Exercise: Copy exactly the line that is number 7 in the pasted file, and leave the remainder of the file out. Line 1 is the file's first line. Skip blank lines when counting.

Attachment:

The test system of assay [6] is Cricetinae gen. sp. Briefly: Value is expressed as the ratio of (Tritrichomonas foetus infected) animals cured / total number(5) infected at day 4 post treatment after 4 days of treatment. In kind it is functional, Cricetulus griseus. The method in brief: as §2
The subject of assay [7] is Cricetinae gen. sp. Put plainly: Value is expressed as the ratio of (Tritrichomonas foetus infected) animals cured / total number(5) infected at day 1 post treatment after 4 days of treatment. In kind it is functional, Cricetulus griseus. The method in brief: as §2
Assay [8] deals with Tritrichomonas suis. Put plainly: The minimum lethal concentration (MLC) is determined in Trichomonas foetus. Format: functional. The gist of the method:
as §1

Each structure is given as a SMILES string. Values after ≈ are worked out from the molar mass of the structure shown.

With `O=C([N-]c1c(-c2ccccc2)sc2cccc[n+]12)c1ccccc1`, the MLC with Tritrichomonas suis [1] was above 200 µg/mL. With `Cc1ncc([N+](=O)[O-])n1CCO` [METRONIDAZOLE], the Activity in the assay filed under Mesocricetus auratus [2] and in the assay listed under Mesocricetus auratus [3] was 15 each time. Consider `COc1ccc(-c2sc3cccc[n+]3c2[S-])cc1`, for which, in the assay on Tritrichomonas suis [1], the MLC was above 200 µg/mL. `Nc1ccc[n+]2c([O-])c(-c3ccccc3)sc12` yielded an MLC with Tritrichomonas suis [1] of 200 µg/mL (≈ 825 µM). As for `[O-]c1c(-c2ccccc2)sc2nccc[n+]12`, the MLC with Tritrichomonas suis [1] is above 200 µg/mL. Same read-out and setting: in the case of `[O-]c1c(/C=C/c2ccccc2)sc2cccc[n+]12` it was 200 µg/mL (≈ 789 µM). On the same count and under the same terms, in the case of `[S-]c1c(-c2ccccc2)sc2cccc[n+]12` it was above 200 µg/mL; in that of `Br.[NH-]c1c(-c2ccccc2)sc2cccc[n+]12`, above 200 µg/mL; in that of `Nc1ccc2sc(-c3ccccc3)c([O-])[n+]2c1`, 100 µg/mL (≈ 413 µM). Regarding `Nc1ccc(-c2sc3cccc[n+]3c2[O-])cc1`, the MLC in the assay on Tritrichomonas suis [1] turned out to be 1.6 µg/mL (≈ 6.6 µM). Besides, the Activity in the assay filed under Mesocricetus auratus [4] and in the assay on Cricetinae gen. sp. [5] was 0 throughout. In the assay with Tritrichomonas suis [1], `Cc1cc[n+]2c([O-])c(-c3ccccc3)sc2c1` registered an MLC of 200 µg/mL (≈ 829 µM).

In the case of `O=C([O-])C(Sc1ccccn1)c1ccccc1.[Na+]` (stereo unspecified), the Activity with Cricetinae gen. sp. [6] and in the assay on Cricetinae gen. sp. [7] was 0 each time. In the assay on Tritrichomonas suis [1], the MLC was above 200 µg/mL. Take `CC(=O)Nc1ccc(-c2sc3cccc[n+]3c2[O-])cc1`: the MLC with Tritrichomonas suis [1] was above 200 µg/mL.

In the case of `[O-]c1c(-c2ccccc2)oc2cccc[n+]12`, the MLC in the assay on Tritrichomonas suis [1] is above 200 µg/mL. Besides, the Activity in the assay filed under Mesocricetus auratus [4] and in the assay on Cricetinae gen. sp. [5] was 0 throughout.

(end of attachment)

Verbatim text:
In the case of `O=C([O-])C(Sc1ccccn1)c1ccccc1.[Na+]` (stereo unspecified), the Activity with Cricetinae gen. sp. [6] and in the assay on Cricetinae gen. sp. [7] was 0 each time. In the assay on Tritrichomonas suis [1], the MLC was above 200 µg/mL. Take `CC(=O)Nc1ccc(-c2sc3cccc[n+]3c2[O-])cc1`: the MLC with Tritrichomonas suis [1] was above 200 µg/mL.